Karen Corcoran-Walsh, owner and founder of Inspirations for Youth and Families teen rehab as well as the Cove Center for Recovery adult drug rehab took her drug prevention message on the road to the Manalapan-Englishtown Community Alliance to Prevent Alcoholism and Drug Abuse in Freehold, New Jersey.
MECA’s mission is to Prevent Alcoholism and Drug Abuse and is committed to creating a substance abuse free environment in its community. MECA accomplishes its goal by empowering the community through awareness and education of alcoholism and drug abuse to effectuate positive change. The Alliance is part of a statewide effort aimed at the prevention of alcohol and drug abuse.
And who better to speak about raising awareness about drug and alcohol abuse than Corcoran-Walsh, who is in the front-line of this problem that is growing at dizzying proportions as the owner of both a teen and adult drug rehab. Her speech was welcomed relief from a town located in Monmouth County that had among the state’s highest increases in heroin deaths in 2014 according to the Middletown Patch newspaper.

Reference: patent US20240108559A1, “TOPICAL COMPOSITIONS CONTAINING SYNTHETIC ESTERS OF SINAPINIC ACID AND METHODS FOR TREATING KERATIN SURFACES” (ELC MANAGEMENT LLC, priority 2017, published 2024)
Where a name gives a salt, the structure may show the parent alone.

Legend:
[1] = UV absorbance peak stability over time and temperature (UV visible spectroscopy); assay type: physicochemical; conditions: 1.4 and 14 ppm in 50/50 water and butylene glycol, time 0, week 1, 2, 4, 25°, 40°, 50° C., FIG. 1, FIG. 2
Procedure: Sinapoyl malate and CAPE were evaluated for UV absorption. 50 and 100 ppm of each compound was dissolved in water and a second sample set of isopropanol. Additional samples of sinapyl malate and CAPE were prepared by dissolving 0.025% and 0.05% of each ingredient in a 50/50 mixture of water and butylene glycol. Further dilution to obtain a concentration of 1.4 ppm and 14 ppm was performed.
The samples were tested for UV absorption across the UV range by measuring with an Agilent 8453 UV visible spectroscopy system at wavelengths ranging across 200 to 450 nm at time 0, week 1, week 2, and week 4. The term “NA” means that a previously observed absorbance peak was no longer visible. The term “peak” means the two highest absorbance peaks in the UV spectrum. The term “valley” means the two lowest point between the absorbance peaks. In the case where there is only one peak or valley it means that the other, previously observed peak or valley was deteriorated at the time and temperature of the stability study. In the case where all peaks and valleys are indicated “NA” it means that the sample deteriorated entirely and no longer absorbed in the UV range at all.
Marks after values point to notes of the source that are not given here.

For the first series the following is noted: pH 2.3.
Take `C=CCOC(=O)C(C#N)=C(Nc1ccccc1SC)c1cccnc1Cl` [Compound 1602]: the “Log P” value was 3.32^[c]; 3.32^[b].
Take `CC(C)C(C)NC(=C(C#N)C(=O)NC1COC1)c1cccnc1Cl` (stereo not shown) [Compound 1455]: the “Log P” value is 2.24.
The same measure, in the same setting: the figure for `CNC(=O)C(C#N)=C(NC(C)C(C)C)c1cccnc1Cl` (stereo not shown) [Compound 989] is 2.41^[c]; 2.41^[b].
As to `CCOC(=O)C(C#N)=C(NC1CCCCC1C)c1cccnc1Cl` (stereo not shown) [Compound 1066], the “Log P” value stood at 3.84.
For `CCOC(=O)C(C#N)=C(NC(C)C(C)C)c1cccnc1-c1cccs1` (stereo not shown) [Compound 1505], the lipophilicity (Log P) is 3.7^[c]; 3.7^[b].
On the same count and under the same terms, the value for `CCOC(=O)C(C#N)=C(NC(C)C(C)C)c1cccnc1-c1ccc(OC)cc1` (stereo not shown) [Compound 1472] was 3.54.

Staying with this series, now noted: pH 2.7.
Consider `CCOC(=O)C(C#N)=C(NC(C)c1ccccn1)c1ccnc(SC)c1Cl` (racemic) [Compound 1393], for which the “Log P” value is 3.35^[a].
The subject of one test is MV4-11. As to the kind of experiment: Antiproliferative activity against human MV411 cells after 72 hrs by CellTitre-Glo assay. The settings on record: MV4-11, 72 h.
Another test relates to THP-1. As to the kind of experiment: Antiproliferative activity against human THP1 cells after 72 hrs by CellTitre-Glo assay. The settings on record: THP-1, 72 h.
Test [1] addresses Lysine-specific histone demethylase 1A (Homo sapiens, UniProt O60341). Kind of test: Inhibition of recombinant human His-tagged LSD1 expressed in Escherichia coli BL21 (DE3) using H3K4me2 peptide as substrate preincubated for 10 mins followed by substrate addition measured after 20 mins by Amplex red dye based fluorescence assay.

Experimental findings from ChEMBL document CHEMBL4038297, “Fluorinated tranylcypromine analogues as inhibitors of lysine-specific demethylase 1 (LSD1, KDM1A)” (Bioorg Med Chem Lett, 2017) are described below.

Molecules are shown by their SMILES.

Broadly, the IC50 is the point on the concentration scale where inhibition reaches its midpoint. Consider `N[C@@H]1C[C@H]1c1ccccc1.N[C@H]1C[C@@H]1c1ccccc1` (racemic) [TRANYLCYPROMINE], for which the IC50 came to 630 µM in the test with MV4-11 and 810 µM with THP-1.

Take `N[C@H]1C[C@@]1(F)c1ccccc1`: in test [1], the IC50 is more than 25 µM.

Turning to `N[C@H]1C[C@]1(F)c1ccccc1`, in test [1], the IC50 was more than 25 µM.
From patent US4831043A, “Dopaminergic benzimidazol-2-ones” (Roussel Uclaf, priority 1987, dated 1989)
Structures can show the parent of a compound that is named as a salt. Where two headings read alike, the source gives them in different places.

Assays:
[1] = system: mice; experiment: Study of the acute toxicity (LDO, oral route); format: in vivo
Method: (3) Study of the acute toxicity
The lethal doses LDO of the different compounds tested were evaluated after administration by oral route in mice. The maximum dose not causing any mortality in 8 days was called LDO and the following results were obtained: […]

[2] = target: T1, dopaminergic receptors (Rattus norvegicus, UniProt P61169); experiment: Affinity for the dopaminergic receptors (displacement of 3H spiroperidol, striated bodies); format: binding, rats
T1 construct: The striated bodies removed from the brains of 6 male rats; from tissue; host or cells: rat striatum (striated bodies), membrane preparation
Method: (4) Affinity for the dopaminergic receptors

Corcoran-Walsh cited that Monmouth County had among New Jersey’s highest percentage increases in heroin overdose deaths in 2014, jumping 51 percent, according to the state Medical Examiner’s Office. Furthermore, Monmouth County had 53 heroin deaths in 2014, an 89 percent increase from 2011, according to the state Medical Examiner’s Office.
“If a parent sees that his son or daughter are suffering from behavioral problems and not meeting benchmarks like school grades, they should highly consider some type of treatment before an addiction actually materializes.” – Karen Corcoran-Walsh
Corcoran-Walsh stressed to those in attendance the importance of education, intervention, and early treatment for parent’s raising children and teens.
“A child or teen is not required to have an addiction in order to qualify for treatment,” said Corcoran-Walsh, an addiction media analyst. “If a parent sees that his son or daughter are suffering from behavioral problems and not meeting benchmarks like school grades, they should highly consider some type of treatment before an addiction actually materializes.”
Those in attendance at the presentation included principals, guidance counselors, parents, political officials, police and concerned residents.